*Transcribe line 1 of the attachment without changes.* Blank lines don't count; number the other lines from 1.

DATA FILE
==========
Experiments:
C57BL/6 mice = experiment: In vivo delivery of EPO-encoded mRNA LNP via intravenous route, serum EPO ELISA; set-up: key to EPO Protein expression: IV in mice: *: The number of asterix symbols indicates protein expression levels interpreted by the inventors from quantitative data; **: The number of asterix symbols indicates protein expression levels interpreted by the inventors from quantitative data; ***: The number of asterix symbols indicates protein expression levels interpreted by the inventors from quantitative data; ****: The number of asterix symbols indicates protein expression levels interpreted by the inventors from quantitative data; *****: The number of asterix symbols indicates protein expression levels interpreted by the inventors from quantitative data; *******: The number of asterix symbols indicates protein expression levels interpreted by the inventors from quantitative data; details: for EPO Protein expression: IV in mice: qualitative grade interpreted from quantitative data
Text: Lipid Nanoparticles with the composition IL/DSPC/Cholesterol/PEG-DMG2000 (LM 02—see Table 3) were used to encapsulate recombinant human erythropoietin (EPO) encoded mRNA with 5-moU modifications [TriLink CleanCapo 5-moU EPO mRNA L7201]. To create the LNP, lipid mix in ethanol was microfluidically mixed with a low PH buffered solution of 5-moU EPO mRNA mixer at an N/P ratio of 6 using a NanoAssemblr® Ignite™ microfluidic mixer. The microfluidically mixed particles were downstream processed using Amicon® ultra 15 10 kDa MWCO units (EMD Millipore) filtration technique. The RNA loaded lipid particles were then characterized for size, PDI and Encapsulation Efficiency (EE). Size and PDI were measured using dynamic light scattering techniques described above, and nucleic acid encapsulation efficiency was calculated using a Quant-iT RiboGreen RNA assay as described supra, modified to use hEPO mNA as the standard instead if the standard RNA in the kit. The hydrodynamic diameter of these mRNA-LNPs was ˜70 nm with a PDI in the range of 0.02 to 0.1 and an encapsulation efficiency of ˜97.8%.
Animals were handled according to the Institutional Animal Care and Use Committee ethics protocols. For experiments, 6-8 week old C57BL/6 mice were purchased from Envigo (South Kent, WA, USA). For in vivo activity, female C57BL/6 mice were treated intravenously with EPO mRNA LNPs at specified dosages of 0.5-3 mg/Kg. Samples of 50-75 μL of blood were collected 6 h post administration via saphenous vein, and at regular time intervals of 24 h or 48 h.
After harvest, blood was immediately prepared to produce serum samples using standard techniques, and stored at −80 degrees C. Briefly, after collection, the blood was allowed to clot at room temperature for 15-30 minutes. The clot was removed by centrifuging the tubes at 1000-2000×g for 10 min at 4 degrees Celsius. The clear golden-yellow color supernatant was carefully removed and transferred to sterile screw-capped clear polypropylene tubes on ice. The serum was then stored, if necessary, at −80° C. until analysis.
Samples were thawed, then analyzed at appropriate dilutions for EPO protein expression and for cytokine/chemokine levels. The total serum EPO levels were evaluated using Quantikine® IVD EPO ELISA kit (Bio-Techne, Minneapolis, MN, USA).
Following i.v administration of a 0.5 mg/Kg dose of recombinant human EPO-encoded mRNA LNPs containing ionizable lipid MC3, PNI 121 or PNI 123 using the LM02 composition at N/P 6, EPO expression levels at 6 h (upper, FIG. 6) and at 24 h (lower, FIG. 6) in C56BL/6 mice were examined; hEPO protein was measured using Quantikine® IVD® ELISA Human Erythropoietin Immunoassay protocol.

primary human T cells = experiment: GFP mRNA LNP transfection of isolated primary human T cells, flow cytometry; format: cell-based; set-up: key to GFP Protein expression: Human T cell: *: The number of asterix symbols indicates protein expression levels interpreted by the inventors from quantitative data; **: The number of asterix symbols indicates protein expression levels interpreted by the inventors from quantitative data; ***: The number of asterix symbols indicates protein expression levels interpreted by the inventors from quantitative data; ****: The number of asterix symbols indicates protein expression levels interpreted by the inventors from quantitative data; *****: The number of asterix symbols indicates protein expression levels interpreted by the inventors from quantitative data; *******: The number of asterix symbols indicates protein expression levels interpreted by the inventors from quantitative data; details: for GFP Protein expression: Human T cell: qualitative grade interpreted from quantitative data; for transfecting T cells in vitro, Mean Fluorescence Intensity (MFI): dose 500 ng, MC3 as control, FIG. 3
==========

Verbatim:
Experiments: